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Patients in treatment choice reduces risk

Involving patients in treatment choice reduces risk

By Robert Bycroft, Partner, Chapman Tripp

GPs carry an unenviable workload and degree of responsibility. Providing patients with information and involving them in decisions about their treatment can shift some of the burden to the person most affected by the decision – the patient. The Health and Disability Commissioner recently recommended that a neurosurgeon apologise in writing for failing to discuss all the relevant surgery options available to a patient. By failing to inform the patient of all the options the Commissioner was of the opinion that the neurosurgeon breached Right 6(1)(b) of the Code of Health and Disability Services Consumers’ Rights. That the alternative surgery was radical, only available privately in Australia, and not recommended by mainstream neurosurgical opinion in New Zealand, was not enough to absolve the neurosurgeon of the responsibility to provide the patient with full information.

The Commissioner confirmed that: “At a time when New Zealand patients are not infrequently referred to Australia for medical care (even in the publicly funded system), this [full information] includes information about treatment options available (albeit private) in Australia”.

With the growing gap between all the treatments available and those which are state funded, it is clear that in many cases a GP can no longer be confident that informing patients only of the publicly funded treatments amounts to giving patients full information. This is an ever increasing issue facing GPs and, as the gap widens, GPs cannot simply limit their advice to publicly funded treatment options.

According to a survey conducted last year by Research International, patients are more comfortable talking to their GPs about unfunded medications than GPs may realise, with 64% of people happy for their doctor to discuss unfunded treatment with them.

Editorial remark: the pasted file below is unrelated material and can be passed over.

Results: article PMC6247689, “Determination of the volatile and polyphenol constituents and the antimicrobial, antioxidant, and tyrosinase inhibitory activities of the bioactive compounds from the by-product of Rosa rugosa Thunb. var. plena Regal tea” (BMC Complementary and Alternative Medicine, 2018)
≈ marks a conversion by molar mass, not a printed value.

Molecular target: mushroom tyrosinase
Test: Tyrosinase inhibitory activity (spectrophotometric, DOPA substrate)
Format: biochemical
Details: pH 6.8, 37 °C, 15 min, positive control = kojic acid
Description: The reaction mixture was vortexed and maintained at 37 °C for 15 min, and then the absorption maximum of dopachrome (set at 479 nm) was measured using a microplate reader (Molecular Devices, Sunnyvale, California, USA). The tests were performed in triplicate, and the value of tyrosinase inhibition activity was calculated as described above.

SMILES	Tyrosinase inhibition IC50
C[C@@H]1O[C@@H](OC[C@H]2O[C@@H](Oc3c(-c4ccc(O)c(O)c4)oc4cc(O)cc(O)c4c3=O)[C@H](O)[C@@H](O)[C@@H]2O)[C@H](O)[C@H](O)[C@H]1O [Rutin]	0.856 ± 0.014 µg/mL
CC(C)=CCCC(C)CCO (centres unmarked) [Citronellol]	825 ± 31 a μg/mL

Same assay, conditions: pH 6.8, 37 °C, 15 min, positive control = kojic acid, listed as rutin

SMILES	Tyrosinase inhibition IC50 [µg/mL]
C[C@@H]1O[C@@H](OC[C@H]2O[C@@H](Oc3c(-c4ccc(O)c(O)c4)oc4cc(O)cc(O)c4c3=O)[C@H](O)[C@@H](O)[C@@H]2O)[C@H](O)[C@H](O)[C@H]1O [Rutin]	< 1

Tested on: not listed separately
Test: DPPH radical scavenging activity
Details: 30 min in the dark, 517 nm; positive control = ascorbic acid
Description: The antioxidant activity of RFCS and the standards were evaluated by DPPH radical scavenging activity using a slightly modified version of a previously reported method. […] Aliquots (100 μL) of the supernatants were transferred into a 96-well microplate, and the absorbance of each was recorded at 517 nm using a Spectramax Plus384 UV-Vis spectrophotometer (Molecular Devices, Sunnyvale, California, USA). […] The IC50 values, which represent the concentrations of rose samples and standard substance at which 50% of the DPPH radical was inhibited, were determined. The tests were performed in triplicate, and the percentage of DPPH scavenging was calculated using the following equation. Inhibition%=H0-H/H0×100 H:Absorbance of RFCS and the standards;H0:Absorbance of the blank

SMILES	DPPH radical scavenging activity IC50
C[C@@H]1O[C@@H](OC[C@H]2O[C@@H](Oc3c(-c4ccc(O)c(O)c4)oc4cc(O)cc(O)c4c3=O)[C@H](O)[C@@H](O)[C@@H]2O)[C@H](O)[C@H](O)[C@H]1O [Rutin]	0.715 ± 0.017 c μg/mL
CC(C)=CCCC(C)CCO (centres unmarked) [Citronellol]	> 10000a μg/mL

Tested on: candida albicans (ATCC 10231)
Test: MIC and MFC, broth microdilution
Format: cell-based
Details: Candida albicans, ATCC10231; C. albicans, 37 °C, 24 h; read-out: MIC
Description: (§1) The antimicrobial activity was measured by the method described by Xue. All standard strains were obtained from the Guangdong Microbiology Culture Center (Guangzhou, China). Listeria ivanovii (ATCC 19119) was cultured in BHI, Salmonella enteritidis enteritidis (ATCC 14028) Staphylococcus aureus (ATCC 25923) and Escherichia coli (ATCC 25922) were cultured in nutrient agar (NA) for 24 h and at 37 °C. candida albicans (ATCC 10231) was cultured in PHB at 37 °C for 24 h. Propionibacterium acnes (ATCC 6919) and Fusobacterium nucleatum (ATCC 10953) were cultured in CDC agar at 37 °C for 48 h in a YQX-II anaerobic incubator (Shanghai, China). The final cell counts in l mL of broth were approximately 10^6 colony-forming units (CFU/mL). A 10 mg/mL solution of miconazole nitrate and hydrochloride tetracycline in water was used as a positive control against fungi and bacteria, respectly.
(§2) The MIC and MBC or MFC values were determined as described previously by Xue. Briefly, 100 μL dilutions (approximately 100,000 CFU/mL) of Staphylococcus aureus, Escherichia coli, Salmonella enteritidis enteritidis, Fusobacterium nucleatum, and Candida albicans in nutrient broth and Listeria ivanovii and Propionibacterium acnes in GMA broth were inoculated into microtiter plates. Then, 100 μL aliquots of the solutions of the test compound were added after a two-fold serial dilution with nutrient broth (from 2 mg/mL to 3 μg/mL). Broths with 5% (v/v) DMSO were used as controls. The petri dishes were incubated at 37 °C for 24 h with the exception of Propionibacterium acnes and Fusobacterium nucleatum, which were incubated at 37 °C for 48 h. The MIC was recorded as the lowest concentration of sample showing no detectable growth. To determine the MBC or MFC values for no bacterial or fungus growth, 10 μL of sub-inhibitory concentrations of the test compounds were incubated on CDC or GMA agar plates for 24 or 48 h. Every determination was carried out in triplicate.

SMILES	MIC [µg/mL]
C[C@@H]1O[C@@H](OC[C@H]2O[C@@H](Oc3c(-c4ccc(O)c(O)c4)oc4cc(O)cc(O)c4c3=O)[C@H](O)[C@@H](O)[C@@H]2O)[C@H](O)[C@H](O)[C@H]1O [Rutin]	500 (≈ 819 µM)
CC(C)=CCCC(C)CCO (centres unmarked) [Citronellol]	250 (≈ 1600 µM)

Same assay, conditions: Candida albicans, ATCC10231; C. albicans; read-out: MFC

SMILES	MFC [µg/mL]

GPs can, and should feel good about, discussing all clinically appropriate treatment options with their patients.

Obligation to advise patients of available treatment options

The Code of Health and Disability Services Consumers’ Rights sets out patients’ rights to information. Specifically, right 6(1)(b) states that a patient is entitled to the information that a reasonable person in that patient’s circumstances would expect to receive about their condition and the available treatment options, including an assessment of the expected risks, side effects, benefits and costs of each option.

GPs’ obligations under the NZMA Code of Ethics mirror their patients’ right to receive information. The Code of Ethics obliges GPs to discuss with their patients (within the limits of a patients’ capacity to understand) the nature of their problems, the range of possible solutions, as well as the likely benefits, risks, and costs. GPs have an obligation to respect the patient’s autonomy and freedom of choice and are also required to assist patients in making informed choices. The New Zealand Medical Council’s 1995 Statement on Information and Consent affirms that failing to provide adequate information can constitute medical misconduct.

Costs not relevant to duty to advise patients of available options Naturally, the costs of a treatment need to be weighed in deciding the most appropriate treatment option. However, the cost of a medication is not an appropriate reason for failing to discuss with the patient the full range of treatment options open to that patient. Without information there is little choice. Although many people will accept what information they are given, the duty to volunteer information about treatment options is not dependant on the patient asking questions. If an option is clinically appropriate it should be discussed with the patient. Discussing treatment options with patients increases their awareness of the alternatives open to them. It reduces the risk that patients may feel that their only choices are to put up with any side effects from their current medication or to stop taking the medication altogether.

Comment GPs play a crucial role in providing patients with information about prescription medicines. A Colmar Brunton New Zealand Consumer Survey, prepared for and published earlier this year by the Christchurch School of Medicine, found that GPs are the most commonly used source of information on prescription medicines and are seen by the public as the most trustworthy and reliable source of this information.

Patients should be informed of, and given an opportunity to choose from, the full range of clinically appropriate treatment options. By assuming that cost is a prohibitive factor and protecting the patient from facing a choice, GPs are not only exposing themselves to legal risk, but are unnecessarily shouldering the responsibility for determining which treatment option to pursue. Clearly, many patients are capable of weighing the costs and benefits of treatment options to reach a valid decision.

ENDS

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